There is, perhaps, no more significant example of this than Easter. The claims that Jesus rose from the dead and that all who hope in Him will share in His resurrection are truly staggering. My main aims this morning, then, are to call you to consider the nature of the resurrection and then to live like it’s true—live consistently with the facts that Jesus really rose from the dead and you will too! Please pray for God to open all of our eyes to the resurrection and all its implications for all of the world.
THE HISTORICAL BASICS OF JESUS’ RESURRECTION
The first thing I want to help you see is that the resurrection is a fact. It is an actual event that took place in history in the same way that the Declaration of Independence was written in 1776, we landed on the moon in 1959, and Michigan State won the men’s basketball national championship in 2000. For reasons I don’t really understand, Jesus’ resurrection is often treated more like a spiritual lesson to learn from than a historical claim to be accepted or rejected.
For that reason, it is important for us to have at least a basic understanding of the historical accounts that have come down to us. Because the kids did a great job retelling the Easter story for us last Sunday and Mike did a great job as well on Thursday, I don’t intend to do anything more than provide a brief fly-over. However, I can’t urge you enough to really dig into this if you haven’t already. Truly, all of history hinges on the veracity of the claim that Jesus rose from the dead.
In simplest terms and broadest strokes, then, the basic historical claim is that somewhere around 6BC, at the hand of God, Jesus of Nazareth was conceived in His virgin mother’s womb by the Holy Spirit. He was/is the very Son of God and the long-promised Messiah (Christ). For the first 30 years of His life he lived in relative obscurity as a carpenter’s son.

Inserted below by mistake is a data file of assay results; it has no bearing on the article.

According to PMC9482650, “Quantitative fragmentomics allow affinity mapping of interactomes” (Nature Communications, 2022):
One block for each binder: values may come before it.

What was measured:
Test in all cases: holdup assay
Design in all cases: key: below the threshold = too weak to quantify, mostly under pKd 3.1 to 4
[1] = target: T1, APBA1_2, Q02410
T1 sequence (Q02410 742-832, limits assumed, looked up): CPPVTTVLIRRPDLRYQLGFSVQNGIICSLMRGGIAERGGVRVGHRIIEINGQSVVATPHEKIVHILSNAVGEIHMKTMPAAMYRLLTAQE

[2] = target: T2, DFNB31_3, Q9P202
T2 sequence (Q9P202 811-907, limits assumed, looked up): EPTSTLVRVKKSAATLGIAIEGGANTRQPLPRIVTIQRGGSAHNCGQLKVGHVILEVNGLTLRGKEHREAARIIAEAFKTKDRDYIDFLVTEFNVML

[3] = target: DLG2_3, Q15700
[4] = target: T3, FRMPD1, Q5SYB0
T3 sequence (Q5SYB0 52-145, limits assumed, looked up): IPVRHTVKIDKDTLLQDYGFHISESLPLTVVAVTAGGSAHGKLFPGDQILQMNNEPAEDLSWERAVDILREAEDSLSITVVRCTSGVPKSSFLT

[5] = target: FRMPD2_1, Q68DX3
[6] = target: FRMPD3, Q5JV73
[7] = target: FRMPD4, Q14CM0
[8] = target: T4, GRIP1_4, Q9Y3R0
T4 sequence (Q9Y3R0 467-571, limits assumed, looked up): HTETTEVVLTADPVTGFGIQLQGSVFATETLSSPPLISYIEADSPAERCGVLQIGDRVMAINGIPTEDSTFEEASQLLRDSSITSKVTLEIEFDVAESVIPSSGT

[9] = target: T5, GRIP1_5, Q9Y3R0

And then, at the appointment of God, the time of His earthly ministry came. For three years He traveled, taught, healed, confronted, and lived as a perfect example of what it means to truly honor God. As Jesus gradually revealed His true nature, He was met by strong reactions from most people. He was increasingly revered by the humble and lowly. Even as He was increasingly despised by the proud, religious leaders. These opposite responses grew and grew until something had to give; and so it did.
On what we now call “Palm Sunday,” Jesus rode into Jerusalem and for the first time, publically and unmistakably presented Himself as Messiah to the hoards of people who had gathered to celebrate the Passover feast. He did this to the extravagant praise of the people and the fierce anger of the Jewish leaders. Throughout the course of the week, however, things changed as the masses realized that Jesus was not the kind of Messiah they were expecting. They were expecting a powerful military leader who would overthrow Rome and restore the nation of Israel to a place of David-like prosperity and power. When it became clear that this was not the kind of Messiah Jesus understood Himself to be, the people quickly buckled under the mounting pressure of the religious leaders.